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Alberta Premier Jason Kenney comments on Teck Resource’s Ltd.'s withdrawal of an application for the Frontier oil sands project in Edmonton, in this file photo from Feb. 24, 2020.

JASON FRANSON/The Canadian Press

The Alberta government plans to increase its industrial carbon tax to $50 a tonne to keep in line with federal requirements and prevent Ottawa from imposing its own levy on the province’s oil and gas sector.

Ottawa approved Alberta’s industrial carbon-pricing system last fall but made it clear that the province would only see a long-term reprieve from the national tax if the price increased in step with the federal benchmark, which is set to hit $50 by 2022. The province had yet to commit to that.

Alberta has repeatedly clashed with the federal government on the climate-change file and is currently challenging the separate consumer carbon tax in court. The tax on industrial emissions is not part of that legal case and Premier Jason Kenney has pointed to the industry tax as proof that his government is serious about working with Ottawa to curb greenhouse-gas emissions.

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Mr. Kenney has now confirmed that his United Conservative Party government will increase the rate of its Technology Innovation and Emissions Reduction levy, or TIER, from its current price of $30 a tonne to stay within the federal requirements.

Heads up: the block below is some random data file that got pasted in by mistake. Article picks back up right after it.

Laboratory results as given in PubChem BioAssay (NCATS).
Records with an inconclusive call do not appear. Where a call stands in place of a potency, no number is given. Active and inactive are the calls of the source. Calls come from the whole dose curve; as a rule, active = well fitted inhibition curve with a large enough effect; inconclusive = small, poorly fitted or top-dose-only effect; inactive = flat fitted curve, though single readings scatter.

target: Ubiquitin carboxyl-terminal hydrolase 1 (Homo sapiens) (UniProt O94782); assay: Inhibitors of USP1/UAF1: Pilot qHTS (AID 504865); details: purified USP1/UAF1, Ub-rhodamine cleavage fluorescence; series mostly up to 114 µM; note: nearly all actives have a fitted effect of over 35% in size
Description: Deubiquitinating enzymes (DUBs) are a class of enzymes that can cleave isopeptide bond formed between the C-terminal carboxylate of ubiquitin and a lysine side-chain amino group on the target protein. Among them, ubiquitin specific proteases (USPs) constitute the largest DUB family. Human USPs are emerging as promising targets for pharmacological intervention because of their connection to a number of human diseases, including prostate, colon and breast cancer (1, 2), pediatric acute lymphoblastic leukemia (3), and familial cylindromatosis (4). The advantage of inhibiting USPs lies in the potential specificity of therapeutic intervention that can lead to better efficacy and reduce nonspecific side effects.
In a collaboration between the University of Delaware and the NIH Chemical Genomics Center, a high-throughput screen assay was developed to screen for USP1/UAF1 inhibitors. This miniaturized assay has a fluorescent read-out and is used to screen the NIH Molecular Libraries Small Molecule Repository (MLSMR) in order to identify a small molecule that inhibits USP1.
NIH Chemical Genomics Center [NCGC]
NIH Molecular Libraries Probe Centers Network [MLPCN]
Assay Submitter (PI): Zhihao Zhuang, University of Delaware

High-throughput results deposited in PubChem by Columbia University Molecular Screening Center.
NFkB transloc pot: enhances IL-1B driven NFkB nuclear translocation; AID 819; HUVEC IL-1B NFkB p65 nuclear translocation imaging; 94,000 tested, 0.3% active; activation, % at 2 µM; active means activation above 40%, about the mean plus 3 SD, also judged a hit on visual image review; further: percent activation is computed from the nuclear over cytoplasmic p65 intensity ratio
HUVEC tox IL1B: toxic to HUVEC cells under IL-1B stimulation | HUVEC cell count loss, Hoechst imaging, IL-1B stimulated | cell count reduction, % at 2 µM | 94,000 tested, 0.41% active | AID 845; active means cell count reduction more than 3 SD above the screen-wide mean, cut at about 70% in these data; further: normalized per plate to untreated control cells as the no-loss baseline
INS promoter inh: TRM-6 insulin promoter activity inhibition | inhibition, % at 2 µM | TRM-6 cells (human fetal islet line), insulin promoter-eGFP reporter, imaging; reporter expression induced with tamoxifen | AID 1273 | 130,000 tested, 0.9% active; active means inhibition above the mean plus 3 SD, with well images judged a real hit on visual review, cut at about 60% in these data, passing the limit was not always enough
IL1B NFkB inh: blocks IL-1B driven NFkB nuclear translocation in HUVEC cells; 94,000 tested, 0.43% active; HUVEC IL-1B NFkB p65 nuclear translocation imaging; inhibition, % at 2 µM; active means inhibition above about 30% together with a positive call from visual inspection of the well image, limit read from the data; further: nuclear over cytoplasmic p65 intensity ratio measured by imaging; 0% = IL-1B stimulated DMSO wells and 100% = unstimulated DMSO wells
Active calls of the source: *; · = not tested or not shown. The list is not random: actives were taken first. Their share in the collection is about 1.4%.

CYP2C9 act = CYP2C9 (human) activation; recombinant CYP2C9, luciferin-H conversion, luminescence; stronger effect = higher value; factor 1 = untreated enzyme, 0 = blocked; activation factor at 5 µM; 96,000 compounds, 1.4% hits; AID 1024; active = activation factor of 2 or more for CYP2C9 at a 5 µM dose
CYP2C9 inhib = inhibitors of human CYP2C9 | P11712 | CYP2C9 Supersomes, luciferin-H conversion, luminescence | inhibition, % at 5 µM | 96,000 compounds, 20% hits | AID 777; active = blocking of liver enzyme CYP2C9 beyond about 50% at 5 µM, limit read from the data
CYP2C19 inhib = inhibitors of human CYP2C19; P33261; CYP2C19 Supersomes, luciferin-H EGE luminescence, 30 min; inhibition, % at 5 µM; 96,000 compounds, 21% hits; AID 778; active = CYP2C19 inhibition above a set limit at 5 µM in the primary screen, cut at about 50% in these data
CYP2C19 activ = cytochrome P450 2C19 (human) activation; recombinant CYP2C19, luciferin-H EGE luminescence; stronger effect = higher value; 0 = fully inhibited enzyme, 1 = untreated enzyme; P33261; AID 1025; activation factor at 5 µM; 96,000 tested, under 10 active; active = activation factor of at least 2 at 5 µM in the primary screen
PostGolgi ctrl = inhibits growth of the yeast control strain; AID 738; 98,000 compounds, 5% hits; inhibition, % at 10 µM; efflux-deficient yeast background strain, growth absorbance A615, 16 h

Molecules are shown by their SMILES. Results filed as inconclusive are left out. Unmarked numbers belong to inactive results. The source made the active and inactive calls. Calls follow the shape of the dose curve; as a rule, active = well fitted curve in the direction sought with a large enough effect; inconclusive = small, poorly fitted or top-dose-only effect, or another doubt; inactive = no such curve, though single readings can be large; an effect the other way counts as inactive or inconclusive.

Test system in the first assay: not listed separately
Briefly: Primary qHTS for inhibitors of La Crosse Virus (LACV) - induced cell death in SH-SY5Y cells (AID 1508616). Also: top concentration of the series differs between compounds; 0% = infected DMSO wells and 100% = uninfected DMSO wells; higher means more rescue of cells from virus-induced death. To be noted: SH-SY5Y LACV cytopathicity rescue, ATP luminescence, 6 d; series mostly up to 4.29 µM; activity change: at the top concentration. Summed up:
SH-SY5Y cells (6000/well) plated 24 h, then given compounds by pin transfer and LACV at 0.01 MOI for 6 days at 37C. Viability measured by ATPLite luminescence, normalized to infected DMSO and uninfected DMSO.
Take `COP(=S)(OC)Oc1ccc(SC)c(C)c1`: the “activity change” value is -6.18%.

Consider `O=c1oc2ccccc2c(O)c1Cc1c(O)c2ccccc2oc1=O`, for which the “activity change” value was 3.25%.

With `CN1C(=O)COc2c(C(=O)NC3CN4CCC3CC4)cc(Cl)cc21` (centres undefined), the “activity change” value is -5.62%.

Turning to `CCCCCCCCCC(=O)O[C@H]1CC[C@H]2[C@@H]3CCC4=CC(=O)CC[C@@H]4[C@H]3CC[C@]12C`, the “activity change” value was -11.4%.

“We are tracking the federal price for our major emitters’ portion,” he told The Globe and Mail in a recent interview. “We’re going to $30 to $40 to $50. It’s in our budget.”

Last week’s provincial budget did not explicitly mention the increased TIER price, but it did forecast higher revenue from the levy, reaching $485-million by 2022-23 from $421-million in 2020-21. The proceeds from the tax will be used in part to fund emissions-reducing technology, with a sizable portion also flowing into general revenue to fund the government’s operating budget.

Alberta Environment Minister Jason Nixon wasn’t available for an interview, but his spokeswoman, Jess Sinclair, said in a statement that the province wants to ensure it retains control over its industrial carbon-pricing system without interference from the federal government.

Federal Environment Minister Jonathan Wilkinson’s press secretary, Moira Kelly, said in a statement that the government had not received a formal proposal from Alberta about its carbon-pricing plans but nonetheless welcomed the news.

“We are pleased to see that the Alberta government is willing to put a price on industrial pollution, as it is an important tool to drive innovation forward to reduce greenhouse gas emissions," the statement said.

Alberta has had various forms of carbon pricing on its emissions-heavy oil sector since 2007, and Mr. Kenney campaigned on the TIER system ahead of last year’s provincial election.